Maker of Violent Video Games: 'Not Surprised' Sandy Hook Shooter Played These Games

Daniel Greenberg: A video game developer explains why his industry doesn't cause violence.

As policy makers debate President Obama's gun control proposals, some have also begun to question the role of violent video games in shootings. The perpetrators of mass shootings, including the Columbine and the Sandy Hook school massacres, reportedly played violent video games, prompting some to call for more regulations of these games. What do the makers of these video games think?

Electronic Arts Inc., Epic Games Inc. and the Valve Corporation declined our requests to interview one of their game developers. The International Game Developers Association agreed to set up an interview with a developer, Daniel Greenberg, but only via email.

Greenberg (pictured above), who participated in the design and writing of the first-person shooter Electronic Arts game Crysis, wrote us why he doesn't think imaginary violence in video games is responsible for real-world violence. (Sandy Hook shooter Adam Lanza has not been reported to have had any connection to that game.) AOL Jobs has condensed and edited the email.

I wasn't surprised Sandy Hook shooter Adam Lanza played violent video games. Just like I am not surprised by any young male his age playing violent video games. It would be more noteworthy if Lanza hadn't played violent video games.

This is what the huge majority of young people do in their free time.

Violent video games do not make people people violent.

I believe this is the single biggest misconception about video games today. If imaginary video game violence really did lead to real violence, why wouldn't all young people become violent? During the last 20 years, when violent video games went from a rare to common pastime, the violent crime rate for U.S. youth has not increased. In fact, the numbers have dropped to record levels not seen since the first video games were introduced 40 years ago.

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Studies claiming to show a link have been riddled with errors, or have used poor measures. No less than the U.S. Supreme Court has agreed. In 2011, the court examined the research and concluded that imaginary violence does not cause real violence. The "effects" of the game-playing, the court said, "are both small and indistinguishable from effects produced by other media." [Editors' note: In 2011, the Supreme Court voted 7-2 to overturn restrictions on the sale of certain violent video games to youths younger than 18.]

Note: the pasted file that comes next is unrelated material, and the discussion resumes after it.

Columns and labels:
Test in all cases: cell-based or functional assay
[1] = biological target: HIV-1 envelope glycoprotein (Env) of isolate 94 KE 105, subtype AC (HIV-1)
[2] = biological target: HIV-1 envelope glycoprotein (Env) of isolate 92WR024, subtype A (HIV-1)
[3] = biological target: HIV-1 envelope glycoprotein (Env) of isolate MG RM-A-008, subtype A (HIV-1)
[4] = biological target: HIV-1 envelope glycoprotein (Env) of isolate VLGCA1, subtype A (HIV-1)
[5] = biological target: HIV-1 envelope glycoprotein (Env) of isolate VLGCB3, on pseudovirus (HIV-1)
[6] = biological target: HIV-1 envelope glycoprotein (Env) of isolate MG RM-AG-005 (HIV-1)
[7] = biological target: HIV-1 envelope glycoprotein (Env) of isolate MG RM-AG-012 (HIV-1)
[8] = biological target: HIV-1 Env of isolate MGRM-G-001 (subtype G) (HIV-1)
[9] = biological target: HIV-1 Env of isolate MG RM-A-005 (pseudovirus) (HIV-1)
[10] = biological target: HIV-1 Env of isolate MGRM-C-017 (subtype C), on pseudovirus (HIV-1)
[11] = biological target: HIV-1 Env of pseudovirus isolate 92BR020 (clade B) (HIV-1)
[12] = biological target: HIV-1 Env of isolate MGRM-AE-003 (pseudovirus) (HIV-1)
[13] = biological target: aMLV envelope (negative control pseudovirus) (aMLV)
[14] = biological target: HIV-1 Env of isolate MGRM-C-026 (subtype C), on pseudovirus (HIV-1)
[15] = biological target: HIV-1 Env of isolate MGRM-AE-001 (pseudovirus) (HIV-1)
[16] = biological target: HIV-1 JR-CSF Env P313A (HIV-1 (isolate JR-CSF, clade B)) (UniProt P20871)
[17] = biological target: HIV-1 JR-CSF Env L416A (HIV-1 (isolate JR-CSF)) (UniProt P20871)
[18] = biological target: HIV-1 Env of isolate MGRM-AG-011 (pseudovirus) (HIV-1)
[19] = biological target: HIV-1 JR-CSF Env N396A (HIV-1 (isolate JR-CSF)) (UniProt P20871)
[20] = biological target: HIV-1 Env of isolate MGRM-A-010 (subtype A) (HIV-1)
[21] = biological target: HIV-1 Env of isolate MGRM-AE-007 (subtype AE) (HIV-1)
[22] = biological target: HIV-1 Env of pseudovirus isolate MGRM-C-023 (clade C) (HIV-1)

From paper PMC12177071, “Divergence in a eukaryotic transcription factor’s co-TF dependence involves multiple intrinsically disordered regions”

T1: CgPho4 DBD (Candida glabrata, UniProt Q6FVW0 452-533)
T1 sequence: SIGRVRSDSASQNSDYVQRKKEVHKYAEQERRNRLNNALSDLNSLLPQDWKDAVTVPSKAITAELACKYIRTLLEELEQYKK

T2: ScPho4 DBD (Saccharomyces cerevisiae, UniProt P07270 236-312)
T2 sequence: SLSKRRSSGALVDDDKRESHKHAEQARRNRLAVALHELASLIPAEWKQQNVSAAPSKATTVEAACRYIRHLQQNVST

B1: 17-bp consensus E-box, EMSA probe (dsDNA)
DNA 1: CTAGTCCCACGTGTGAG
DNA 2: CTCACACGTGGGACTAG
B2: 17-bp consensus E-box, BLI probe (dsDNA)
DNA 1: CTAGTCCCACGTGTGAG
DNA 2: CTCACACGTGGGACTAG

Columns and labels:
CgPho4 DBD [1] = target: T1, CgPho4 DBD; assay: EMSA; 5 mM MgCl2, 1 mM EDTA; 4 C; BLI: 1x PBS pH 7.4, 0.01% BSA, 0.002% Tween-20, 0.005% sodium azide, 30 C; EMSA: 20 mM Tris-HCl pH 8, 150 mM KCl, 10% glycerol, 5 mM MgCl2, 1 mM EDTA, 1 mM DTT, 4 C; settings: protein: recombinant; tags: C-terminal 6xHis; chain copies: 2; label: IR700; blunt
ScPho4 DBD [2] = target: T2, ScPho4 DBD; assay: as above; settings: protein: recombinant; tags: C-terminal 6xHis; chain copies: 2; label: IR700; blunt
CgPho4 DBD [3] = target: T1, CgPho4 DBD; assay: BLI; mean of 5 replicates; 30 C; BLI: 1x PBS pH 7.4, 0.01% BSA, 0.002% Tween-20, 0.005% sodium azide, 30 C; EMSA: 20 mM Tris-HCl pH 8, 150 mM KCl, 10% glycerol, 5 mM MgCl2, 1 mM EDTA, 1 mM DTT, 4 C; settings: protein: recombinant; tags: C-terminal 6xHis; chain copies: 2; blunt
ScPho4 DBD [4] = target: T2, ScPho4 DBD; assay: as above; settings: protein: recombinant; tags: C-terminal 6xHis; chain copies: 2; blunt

Violent video games can be a transformative teaching tool.

Research from Texas A&M associate professor of psychology and communication Christopher Ferguson has shown that violent and nonviolent games tend to relax people over time, not anger them.

I also believe there's proof of health benefits from violent video-game play. New research from the University of Toronto and the University of Rochester show that when non-gamers start playing violent video games with first-person shooters that they experience improved vision, attention, and higher order mental processing -- like spatial reasoning and decision making.

Many games also emphasize nonviolent options to resolve conflicts. A few examples are Bioshock, Fable 2 and Fallout 3. [Editors' note: Greenberg had no involvement in the development in the three games.] In these games, players are forced to choose what kind of violence they want to engage in, and then they must deal with the consequences, for better or worse.

Game designers are also working on games for anti-bullying and other pro-social themes. And the developers are pursuing these games even though there's no proven market for the product.

Parents should choose their kids' media diet

The game development community supports parents' rights to choose the media diet for their children. We show this support by putting clear game ratings and uniform descriptors labeling game content on game packages. Parents need to be parents and choose when, if ever, to allow violent games for their child. Of course, this includes parents of children with mental problems.

Obviously, we are clearly not yet safe from mass shooters.

To their credit, Vice President Biden and President Obama are not scapegoating video games. [Editors' note: The White House's proposal to introduce new gun control measures and restrictions largely left out the video-game industry. The administration did allocate $10 million for new studies by the Centers for Disease Control to look at the relationship between video games and violence, according to PCWorld.] I welcome their desire to keep all of us safe, and the desire for further research into this issue.

We simply ask that any future study or action considers the totality of the effects of violent video games. And that includes the benefits of imaginary violence in video games.

Greenberg is a game writer, designer and producer at Media Rez. He has worked on first-person shooter games like Crysis, in addition to games like The Lord of the Rings online. He currently serves as the chair of the Anti-Censorship and Social Issues Committee of the IGDA.

Edited by Dan Fastenberg.

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